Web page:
It’s Getting Hot in Here! 

Top 5 Violations in the Latest FDA Foreign Supplier Verification Warning Letters

It’s not just the temperatures that have been sizzling as of late! FDA’s recent flurry of FSVP Warning Letters continues to demonstrate that FSVP enforcement is hot, and high!

As a reminder, FSVP mandates that importers verify that their foreign suppliers meet U.S. safety standards. We will take a look here at the top five violations noted in FDA’s latest communications:

1. Failure to Develop an FSVP

One of the most frequent violations cited by the FDA is the complete absence of an FSVP.

Many importers fail to develop or implement any verification program for their foreign suppliers. This oversight is critical as it forms the foundation of ensuring that imported food meets U.S. safety standards. The FSVP requires a documented program outlining procedures for evaluating and approving foreign suppliers, along with actions to verify that the food they provide is produced in accordance with applicable safety regulations.

Example Violation:

The FDA found that a company did not have an FSVP for multiple food products, thereby violating Section 805 of the Federal Food, Drug, and Cosmetic Act (FDCA).

2. Inadequate Hazard Analysis

Another common issue is the failure to conduct a comprehensive hazard analysis for imported foods. Importers must identify and evaluate known or reasonably foreseeable hazards associated with each food product. This analysis is critical in determining the necessary control measures to ensure food safety.

Example Violation:

The FDA reported that a company’s hazard analysis was either not performed or was incomplete, failing to address significant risks such as microbial contamination or chemical hazards in their imported spices.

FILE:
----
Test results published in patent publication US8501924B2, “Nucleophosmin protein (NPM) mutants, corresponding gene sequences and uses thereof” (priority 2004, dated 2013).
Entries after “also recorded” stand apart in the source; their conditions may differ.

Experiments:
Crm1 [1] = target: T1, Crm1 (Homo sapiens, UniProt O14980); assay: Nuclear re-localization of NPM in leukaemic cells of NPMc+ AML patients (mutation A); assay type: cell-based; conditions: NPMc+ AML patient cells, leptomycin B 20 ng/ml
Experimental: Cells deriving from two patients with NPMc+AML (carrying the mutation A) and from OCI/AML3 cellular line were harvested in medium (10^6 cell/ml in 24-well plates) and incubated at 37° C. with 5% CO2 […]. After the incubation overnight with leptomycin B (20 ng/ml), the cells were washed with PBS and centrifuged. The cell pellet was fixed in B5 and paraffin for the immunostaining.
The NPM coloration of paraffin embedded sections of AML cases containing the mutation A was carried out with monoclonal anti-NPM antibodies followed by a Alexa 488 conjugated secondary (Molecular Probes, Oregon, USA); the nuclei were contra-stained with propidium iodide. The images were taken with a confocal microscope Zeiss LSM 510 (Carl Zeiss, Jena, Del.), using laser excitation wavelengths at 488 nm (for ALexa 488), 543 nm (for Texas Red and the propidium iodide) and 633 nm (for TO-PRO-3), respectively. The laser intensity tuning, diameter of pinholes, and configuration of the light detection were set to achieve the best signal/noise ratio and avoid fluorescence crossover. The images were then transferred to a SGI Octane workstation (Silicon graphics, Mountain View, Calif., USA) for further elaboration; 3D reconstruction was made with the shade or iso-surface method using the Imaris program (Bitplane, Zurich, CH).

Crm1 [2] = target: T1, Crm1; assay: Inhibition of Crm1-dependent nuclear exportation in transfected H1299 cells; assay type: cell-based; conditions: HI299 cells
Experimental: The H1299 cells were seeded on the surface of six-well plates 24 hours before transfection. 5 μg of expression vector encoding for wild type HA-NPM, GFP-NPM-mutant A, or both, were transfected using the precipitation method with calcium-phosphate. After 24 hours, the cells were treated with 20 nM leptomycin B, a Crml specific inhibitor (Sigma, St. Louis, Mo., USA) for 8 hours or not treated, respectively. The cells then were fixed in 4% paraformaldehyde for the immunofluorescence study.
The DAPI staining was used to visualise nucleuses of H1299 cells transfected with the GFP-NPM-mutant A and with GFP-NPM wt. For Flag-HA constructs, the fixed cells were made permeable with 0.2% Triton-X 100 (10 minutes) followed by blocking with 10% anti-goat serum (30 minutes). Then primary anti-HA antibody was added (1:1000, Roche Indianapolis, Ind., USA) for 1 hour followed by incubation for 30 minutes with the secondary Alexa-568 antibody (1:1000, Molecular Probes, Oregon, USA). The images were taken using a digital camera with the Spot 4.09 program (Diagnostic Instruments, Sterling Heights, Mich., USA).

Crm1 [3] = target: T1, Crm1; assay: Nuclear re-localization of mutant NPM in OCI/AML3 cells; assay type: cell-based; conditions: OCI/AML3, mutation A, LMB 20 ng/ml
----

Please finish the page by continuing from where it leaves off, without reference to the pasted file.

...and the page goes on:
3. Lack of Supplier Verification Activities

Even when an FSVP exists, some companies fail to perform adequate supplier verification activities. These activities can include audits, sampling and testing, or reviewing the supplier’s relevant food safety records. Without these verification actions, there is no assurance that the foreign supplier consistently produces food that meets U.S. safety standards.

Example Violation:

The FDA found that a company did not conduct any verification activities for its foreign suppliers of ready-to-eat foods, posing potential risks of contamination and non-compliance with food safety requirements.

4. Failure to Take Corrective Actions

When issues are identified, it is crucial for importers to take prompt and effective corrective actions. However, many warning letters highlight the failure to address identified problems adequately. This could involve not responding to identified hazards or not implementing sufficient measures to prevent recurrence.

Example Violation:

The FDA noted that after identifying contamination issues with imported seafood, a company failed to take necessary corrective actions, such as enhancing supplier audits or increasing product testing frequency.

5. Inadequate Documentation and Record-Keeping

Proper documentation and record-keeping are essential components of the FSVP. Importers must maintain detailed records of their verification activities, hazard analyses, and corrective actions. Inadequate documentation can lead to gaps in ensuring food safety and regulatory compliance.

Example Violation:

Company B: The FDA found that a company’s records were incomplete and disorganized, with missing documentation for supplier evaluations and hazard analyses, making it difficult to verify compliance with FSVP requirements.

The FDA’s recent (and toasty!) warning letters serve as a critical reminder that make no mistake about it –FSVP is being enforced! In addressing these common Warning Letter violations—developing comprehensive FSVPs, conducting thorough hazard analyses, performing robust supplier verification activities, taking effective corrective actions, and maintaining adequate documentation—importers can better ensure the safety of the food they bring into the U.S. market and compliance with the U.S. FDA.

For more information on FSVP compliance, including preparing for an FSVP inspection, developing an FSVP Program, responding to an FDA 483 or Warning Letter and more, please contact us at

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